The Foundation is the main sponsor of the “Olafur Eliasson: In Real Life” exhibition at the Tate Modern. This is one of the larger exhibitions ever put on at the Tate and it runs from 11 July 2019 until 5 January 2020. For all but one of the exhibited works this is the first time they have been seen in the UK.
SKMU Sørlandets Kunstmuseum
The SKMU Sørlandets Kunstmuseum (“SKMU”) is a regional art institution, located in Kristiansand, Norway, which has collected high quality arts and crafts objects from its local area since its foundation in 1995. SKMU has developed a wide range of educational activities including establishing a museum for children, The Children’s Art Museum, within its premises. Recently, under its new CEO Reidar Fuglestad, SKMU has been progressing very strongly. Visitor numbers are up a very impressive 50% in the last year and its revenues have nearly doubled.
The Foundation has made a number of grants to SKMU to be used for the purchase of Norwegian glass, ceramics and similar artworks dating from 1930 onwards for public display. It has also supported an initiative by SKMU to cover the cost of transport to bring school children to the museum.
The Courtauld Institute of Art
The Courtauld Institute of Art (“the Courtauld”) is an international centre for the study of the history and conservation of art and is also home to one of the finest small art museums in the world.
Its Institute of Art, a college of the University of London, is the pre-eminent centre for the study of the history of art in Europe. The Foundation has endowed an academic post for the study of European art of the 20th century, in particular, German Expressionism. The gift was made by the Foundation in honour of Dr Shulamith Behr, Honorary Research Fellow at the Courtauld, who taught Nicolai Tangen during his MA studies there. Dr. Robin Schuldenfrei, a distinguished art history scholar specialising in the history and theory of European and American modern architecture and design, is the first appointee to this endowed post. She has made several important contributions to teaching and research at the Courtauld including launching a new MA degree, “Experiencing Modernism: Utopia, Politics, and Times of Turmoil”. The course is consistently popular and oversubscribed.
Courtauld Connects is a major capital project to redevelop the Courtauld. Its objectives are to increase access to the Courtauld and improve the user experience, to create the best teaching and research environment, and to preserve and reveal the Courtauld’s heritage building and collections. The Foundation has provided support for this project.
In December 2017, the Foundation presented its first annual AKO Curatorial Award to the winner and runners-up of a curatorial competition for graduates of the Courtauld’s MA programme Curating the Arts Museum. The assignment was to conceive an imaginative exhibition of modern Nordic visual arts and the entries received were of a very high standard. The winning entry, “Between the Trees” by Courtauld student Harry Dougall, was put on public exhibition at SKMU in the summer of 2018. The AKO Curatorial Award is the only prize available to curating MA graduates in the UK and the Foundation and the Courtauld Institute of Art look forward to its continuing success.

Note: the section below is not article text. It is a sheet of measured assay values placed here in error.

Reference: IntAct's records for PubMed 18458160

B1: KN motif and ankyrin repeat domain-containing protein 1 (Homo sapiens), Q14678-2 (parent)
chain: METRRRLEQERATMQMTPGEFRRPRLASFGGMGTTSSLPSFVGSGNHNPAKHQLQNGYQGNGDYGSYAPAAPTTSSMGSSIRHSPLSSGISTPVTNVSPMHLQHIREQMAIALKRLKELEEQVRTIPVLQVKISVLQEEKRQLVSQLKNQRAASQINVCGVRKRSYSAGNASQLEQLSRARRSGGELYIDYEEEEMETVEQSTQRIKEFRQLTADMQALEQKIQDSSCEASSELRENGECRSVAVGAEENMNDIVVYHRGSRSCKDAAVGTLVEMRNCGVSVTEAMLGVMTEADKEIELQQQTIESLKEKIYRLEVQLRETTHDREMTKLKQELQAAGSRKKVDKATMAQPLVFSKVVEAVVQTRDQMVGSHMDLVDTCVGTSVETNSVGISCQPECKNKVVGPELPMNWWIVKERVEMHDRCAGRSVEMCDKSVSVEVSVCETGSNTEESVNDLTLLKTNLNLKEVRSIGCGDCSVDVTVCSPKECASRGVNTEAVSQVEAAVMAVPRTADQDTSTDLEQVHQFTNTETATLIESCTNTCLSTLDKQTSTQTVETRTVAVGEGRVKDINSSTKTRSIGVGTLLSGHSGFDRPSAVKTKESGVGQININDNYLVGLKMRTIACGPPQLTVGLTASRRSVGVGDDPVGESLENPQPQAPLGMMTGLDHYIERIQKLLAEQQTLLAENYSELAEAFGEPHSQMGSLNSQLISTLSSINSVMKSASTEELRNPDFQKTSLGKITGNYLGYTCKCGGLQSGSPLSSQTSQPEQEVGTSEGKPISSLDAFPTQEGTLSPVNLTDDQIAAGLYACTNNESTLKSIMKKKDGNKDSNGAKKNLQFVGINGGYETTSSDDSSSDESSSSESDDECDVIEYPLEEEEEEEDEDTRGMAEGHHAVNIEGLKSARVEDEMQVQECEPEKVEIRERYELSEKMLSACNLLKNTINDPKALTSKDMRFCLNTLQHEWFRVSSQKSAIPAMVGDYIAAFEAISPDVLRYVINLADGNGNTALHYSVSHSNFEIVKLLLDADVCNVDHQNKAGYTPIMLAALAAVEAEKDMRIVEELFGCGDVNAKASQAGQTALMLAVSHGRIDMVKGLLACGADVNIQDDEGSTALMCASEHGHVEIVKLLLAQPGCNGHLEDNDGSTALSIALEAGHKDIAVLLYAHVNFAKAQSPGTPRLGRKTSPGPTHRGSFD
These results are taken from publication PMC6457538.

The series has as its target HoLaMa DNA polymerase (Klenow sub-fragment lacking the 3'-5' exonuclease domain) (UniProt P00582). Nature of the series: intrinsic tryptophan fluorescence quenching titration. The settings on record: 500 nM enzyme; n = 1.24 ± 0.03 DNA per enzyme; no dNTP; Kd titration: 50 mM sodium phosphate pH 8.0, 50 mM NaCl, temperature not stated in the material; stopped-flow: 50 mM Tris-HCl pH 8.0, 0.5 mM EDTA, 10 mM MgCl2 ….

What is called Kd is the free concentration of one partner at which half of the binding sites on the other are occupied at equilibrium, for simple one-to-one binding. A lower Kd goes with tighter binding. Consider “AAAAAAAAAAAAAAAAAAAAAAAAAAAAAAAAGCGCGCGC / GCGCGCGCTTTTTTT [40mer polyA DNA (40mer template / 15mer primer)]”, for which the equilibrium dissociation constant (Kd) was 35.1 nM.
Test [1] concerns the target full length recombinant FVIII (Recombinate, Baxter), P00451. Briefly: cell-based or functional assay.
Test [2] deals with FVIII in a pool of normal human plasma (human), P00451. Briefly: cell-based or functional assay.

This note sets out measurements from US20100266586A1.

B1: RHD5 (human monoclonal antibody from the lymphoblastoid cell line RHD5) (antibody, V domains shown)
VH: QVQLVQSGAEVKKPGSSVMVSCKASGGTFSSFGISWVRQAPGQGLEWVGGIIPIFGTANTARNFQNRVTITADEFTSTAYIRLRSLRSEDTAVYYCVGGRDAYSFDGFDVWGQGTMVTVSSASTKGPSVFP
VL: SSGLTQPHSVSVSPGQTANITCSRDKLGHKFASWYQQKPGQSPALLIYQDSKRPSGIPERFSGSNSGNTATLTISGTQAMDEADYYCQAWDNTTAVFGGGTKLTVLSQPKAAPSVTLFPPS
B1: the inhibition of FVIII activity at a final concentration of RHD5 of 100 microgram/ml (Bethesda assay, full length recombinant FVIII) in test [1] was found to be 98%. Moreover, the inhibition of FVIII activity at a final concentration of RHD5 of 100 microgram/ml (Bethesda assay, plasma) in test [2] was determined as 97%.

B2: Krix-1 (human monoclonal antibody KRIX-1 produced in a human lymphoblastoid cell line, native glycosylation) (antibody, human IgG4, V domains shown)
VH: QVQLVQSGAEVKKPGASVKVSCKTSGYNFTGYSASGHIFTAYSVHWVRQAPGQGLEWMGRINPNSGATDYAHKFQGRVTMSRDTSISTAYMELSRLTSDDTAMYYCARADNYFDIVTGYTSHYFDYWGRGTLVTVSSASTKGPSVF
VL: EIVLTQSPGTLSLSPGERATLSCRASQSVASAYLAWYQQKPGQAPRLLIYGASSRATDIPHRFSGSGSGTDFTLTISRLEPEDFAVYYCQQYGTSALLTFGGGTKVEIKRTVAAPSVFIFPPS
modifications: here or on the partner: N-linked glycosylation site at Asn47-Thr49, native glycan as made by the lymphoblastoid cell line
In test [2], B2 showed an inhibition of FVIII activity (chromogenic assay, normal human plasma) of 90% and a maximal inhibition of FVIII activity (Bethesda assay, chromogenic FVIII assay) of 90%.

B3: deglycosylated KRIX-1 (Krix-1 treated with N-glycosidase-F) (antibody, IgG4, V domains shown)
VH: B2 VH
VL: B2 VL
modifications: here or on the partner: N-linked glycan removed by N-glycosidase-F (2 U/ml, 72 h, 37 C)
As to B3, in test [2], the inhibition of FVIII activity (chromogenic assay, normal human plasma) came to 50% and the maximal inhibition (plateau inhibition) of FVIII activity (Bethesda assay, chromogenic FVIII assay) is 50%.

The Foundation also supported the Courtauld’s 2014 exhibition “Egon Schiele: The Radical Nude”.
The Foundation will be a principal supporter of the 2019 Turner Prize for contemporary British art, one of the world’s most prestigious art prizes. Named after JMW Turner (1775-1851), the Turner Prize was established in 1984 and is awarded to a British artist who has exhibited work in the previous twelve months. This year the Turner Prize and Exhibition is being hosted by Turner Contemporary, a remarkable and recently established art gallery in Margate, Kent.
The Foundation has begun a major initiative of support for AKO Kunststiftelse, a Norwegian non-profit foundation whose objective is to advance the public’s access to Nordic visual arts from the post 1900 period. To achieve this objective, AKO Kunststiftelse is building a collection of such art for public exhibition and will give SKMU the right to use this collection free of charge and on a perpetual basis.
It is planned that the public exhibition of the collection will be in a new museum, the Kunstsilo Museum, in Kristiansand. The establishment of this new museum is being undertaken by SKMU in cooperation with the Kristiansand municipal authorities and other Norwegian institutions, and is currently in its development stages.
To date, the focus of AKO Kunststiftelse has been on building the collection, while SKMU has undertaken the identification of the building to house and exhibit the collection and the recruitment of the director of this new museum. The ultimate combined vision is to create a public art collection of international importance housed in an art museum of outstanding architectural quality.